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The story of John Campbell Greenway and Ajo

      John Campbell Greenway was born in Huntsville, Alabama, on July 6, 1872.  After graduation from Yale University, where he studied engineering and was a celebrated athlete, Greenway went to work for U.S. Steel.
     The company needed someone to go to the Western Mesabi range in northern Minnesota where they had mining rights to a large body of ore near Bovey. Exploration was no easy task since the area was isolated without a good road, much less a railroad.
     In addition to the problems of location, astute engineering ability was required to develop a method of concentrating the sandy ore and making it marketable. U.S. Steel needed someone with engineering ability, managerial talent, perseverance, and a reputation for completing tough jobs -- and they chose John Campbell Greenway.
     Between 1905 and 1910, Greenway helped U.S. Steel  open the Western Mesabi range and write a chapter in the industrial history of the United States as the raw iron ore was converted by Pittsburgh mills into the steel used to build modern America.
     In 1910, Greenway moved from Minnesota to Arizona to manage copper mines owned by Calumet and Arizona Co. at Bisbee.
     In April 1911, having seen some core sample from Ajo, Greenway came here to inspect the site. He found a population of 25, lots of minerals, and another challenge.
     The problems of extracting the ore without any available water and then getting the copper out of the area had daunted mining companies here since the mid-1800s. Confident he would find a way to overcome the obstacles, Greenway negotiated with John Boddie to buy the New Cornelia Copper Company for Calumet and Arizona.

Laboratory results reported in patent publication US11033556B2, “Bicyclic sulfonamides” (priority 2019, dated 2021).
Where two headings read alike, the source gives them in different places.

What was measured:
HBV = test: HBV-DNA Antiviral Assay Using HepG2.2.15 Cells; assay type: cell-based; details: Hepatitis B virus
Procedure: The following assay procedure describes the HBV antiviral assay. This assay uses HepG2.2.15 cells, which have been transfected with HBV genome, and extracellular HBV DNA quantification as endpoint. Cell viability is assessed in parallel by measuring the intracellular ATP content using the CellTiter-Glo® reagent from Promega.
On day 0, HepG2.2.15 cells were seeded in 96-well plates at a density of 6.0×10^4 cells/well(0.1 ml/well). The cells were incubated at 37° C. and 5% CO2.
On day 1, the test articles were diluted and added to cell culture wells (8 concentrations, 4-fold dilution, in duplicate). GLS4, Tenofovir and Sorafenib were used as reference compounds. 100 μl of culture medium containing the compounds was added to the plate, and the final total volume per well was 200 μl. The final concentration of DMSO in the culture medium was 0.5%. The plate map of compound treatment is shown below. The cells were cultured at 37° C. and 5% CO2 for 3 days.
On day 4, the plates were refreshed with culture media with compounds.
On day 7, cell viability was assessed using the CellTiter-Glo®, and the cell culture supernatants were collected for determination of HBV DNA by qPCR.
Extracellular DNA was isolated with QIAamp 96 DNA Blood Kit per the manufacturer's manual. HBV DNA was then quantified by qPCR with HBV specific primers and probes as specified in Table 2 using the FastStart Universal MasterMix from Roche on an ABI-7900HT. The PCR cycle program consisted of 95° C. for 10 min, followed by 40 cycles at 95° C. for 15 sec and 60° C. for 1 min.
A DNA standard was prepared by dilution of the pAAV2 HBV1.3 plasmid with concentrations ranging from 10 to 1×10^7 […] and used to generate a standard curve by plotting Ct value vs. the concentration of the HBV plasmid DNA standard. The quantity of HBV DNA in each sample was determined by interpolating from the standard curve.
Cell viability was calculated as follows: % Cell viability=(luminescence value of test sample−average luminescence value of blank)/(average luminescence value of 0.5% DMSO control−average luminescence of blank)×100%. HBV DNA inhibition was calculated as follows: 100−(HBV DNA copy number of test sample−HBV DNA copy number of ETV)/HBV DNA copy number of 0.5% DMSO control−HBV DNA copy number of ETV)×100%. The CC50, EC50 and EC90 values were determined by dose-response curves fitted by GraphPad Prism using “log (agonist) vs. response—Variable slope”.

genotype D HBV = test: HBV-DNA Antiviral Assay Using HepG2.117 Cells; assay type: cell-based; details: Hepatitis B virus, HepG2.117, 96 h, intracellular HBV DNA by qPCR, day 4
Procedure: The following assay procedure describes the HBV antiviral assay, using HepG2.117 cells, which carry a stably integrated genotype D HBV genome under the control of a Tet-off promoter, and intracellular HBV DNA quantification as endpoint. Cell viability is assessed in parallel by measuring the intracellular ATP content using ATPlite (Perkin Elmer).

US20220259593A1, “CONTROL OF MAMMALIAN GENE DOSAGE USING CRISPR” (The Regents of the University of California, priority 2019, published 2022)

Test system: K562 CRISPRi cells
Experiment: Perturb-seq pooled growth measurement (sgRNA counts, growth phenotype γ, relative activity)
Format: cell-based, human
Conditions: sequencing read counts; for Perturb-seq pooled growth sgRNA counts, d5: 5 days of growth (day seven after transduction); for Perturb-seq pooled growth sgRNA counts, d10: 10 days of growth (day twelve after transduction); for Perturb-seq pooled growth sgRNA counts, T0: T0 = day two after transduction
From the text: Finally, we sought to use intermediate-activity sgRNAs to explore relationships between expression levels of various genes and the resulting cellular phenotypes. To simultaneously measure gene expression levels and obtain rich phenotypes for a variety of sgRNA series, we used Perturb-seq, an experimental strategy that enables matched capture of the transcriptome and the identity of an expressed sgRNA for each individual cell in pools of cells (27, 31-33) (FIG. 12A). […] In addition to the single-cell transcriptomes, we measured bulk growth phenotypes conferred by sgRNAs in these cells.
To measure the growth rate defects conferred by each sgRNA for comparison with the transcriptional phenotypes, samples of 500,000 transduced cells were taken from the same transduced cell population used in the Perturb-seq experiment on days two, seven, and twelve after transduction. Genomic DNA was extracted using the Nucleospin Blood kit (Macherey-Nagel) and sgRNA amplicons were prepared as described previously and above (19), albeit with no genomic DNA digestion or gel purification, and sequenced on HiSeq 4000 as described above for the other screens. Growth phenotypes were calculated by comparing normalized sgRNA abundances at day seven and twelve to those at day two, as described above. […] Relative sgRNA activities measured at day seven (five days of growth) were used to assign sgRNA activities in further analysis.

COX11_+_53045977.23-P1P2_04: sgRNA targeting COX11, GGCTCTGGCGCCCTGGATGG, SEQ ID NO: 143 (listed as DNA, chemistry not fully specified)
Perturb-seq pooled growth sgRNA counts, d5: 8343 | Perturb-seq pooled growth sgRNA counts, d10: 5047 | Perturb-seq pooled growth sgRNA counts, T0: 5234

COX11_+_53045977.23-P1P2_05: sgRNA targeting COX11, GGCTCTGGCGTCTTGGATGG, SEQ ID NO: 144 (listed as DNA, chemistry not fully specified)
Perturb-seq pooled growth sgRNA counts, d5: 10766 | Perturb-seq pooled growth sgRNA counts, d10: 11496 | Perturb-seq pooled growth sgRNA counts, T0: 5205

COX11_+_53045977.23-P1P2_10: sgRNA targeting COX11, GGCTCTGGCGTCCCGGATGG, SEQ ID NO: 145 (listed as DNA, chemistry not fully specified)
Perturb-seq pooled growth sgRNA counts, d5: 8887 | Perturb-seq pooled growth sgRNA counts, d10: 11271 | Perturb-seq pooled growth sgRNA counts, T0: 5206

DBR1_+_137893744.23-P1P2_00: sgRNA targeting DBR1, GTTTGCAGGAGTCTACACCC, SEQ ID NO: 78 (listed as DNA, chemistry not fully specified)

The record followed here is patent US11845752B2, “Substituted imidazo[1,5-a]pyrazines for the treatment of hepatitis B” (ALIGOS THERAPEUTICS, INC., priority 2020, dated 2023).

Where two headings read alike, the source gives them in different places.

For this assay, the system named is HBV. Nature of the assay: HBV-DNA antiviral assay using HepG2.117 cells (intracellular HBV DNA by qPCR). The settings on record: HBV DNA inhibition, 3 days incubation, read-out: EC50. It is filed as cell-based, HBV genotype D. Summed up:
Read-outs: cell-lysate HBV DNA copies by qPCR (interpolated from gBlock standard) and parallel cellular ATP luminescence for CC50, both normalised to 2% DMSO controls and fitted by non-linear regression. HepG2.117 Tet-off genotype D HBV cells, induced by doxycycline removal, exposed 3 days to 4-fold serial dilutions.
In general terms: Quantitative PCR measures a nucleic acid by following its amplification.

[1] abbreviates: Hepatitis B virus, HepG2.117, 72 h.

Tests showed there were 40-million tons of two types of copper ore, most of it low-grade. Greenway thought it was ideal for open pit mining using steam shovels, a technique he was familiar with.
     He still faced the problems of finding water, processing the ore, and transporting the copper out of the area.
     For water, he found an ancient lava flow north of Ajo which he tapped with a large oil rig hauled through the desert by mule teams. Man-made caverns housed the pumps and a pipe-line brought the water across miles of desert to town. Greenway had a plentiful supply of water for the mine and the growing town -- at a cost of over a million dollars.
     Processing the ore was the next problem Greenway faced. With Dr. L. D. Ricketts, he developed a processing method which they tried out in a small, one-ton test plant in Ajo. When it proved to be a success, a forty-ton plant was built in 1915. After 15,000 tons of ore had been processed, plans were made for a large, permanent plant.
     Greenway was issued a patent in 1916 for a method of leaching copper oxide ore in a sulfuric acid bath, followed by an electrolytic process that claimed the freed copper.
     1916 was also the year the Tucson, Cornelia and Gila Bend Railroad Company began operation, allowing the mining company to bypass the difficult roads.
     In April 1917, a seven-million dollar complex began production with a unique process. Steam shovels loaded large chunks of ore onto railroad dump cars for transportation to two crushers which broke the ore into progressively finer sizes. Conveyor belts carried the ore into six parallel blocks of lead-lined vats made of reinforced concrete. Sulfuric acid was introduced into each five-ton vat and the leaching started. The resulting solution was then fed into 152 smaller vats where anodes and cathodes were inserted into each and the process of electrolytic deposition of the copper began. When completed, traveling cranes lifted sheets of copper from the vats which were ready for shipment to consumers.